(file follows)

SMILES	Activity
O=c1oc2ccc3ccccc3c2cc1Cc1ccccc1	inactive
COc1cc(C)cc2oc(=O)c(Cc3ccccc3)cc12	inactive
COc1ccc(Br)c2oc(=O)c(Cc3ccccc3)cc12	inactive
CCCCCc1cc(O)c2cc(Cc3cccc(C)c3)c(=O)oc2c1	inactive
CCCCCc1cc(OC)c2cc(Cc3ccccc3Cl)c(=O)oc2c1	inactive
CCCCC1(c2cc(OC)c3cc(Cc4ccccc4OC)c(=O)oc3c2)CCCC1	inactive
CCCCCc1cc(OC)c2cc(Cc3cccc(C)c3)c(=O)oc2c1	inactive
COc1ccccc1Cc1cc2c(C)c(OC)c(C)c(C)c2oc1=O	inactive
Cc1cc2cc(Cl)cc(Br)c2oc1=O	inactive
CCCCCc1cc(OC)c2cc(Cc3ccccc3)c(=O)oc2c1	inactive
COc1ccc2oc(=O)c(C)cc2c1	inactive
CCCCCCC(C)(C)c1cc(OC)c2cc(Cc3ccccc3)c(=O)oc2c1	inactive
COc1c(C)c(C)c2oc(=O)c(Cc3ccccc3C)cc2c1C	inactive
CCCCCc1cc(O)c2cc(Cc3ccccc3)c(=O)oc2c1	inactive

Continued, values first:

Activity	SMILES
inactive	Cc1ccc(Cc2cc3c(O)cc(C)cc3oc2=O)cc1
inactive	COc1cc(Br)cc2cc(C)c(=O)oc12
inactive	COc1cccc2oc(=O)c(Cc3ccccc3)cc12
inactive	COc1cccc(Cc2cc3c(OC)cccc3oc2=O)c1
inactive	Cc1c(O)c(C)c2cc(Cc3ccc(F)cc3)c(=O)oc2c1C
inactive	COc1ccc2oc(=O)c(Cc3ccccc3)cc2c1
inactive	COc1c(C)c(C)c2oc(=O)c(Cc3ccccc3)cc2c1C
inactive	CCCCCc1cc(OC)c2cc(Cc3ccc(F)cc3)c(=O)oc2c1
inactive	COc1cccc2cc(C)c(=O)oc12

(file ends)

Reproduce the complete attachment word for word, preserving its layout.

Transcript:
SMILES	Activity
O=c1oc2ccc3ccccc3c2cc1Cc1ccccc1	inactive
COc1cc(C)cc2oc(=O)c(Cc3ccccc3)cc12	inactive
COc1ccc(Br)c2oc(=O)c(Cc3ccccc3)cc12	inactive
CCCCCc1cc(O)c2cc(Cc3cccc(C)c3)c(=O)oc2c1	inactive
CCCCCc1cc(OC)c2cc(Cc3ccccc3Cl)c(=O)oc2c1	inactive
CCCCC1(c2cc(OC)c3cc(Cc4ccccc4OC)c(=O)oc3c2)CCCC1	inactive
CCCCCc1cc(OC)c2cc(Cc3cccc(C)c3)c(=O)oc2c1	inactive
COc1ccccc1Cc1cc2c(C)c(OC)c(C)c(C)c2oc1=O	inactive
Cc1cc2cc(Cl)cc(Br)c2oc1=O	inactive
CCCCCc1cc(OC)c2cc(Cc3ccccc3)c(=O)oc2c1	inactive
COc1ccc2oc(=O)c(C)cc2c1	inactive
CCCCCCC(C)(C)c1cc(OC)c2cc(Cc3ccccc3)c(=O)oc2c1	inactive
COc1c(C)c(C)c2oc(=O)c(Cc3ccccc3C)cc2c1C	inactive
CCCCCc1cc(O)c2cc(Cc3ccccc3)c(=O)oc2c1	inactive

Continued, values first:

Activity	SMILES
inactive	Cc1ccc(Cc2cc3c(O)cc(C)cc3oc2=O)cc1
inactive	COc1cc(Br)cc2cc(C)c(=O)oc12
inactive	COc1cccc2oc(=O)c(Cc3ccccc3)cc12
inactive	COc1cccc(Cc2cc3c(OC)cccc3oc2=O)c1
inactive	Cc1c(O)c(C)c2cc(Cc3ccc(F)cc3)c(=O)oc2c1C
inactive	COc1ccc2oc(=O)c(Cc3ccccc3)cc2c1
inactive	COc1c(C)c(C)c2oc(=O)c(Cc3ccccc3)cc2c1C
inactive	CCCCCc1cc(OC)c2cc(Cc3ccc(F)cc3)c(=O)oc2c1
inactive	COc1cccc2cc(C)c(=O)oc12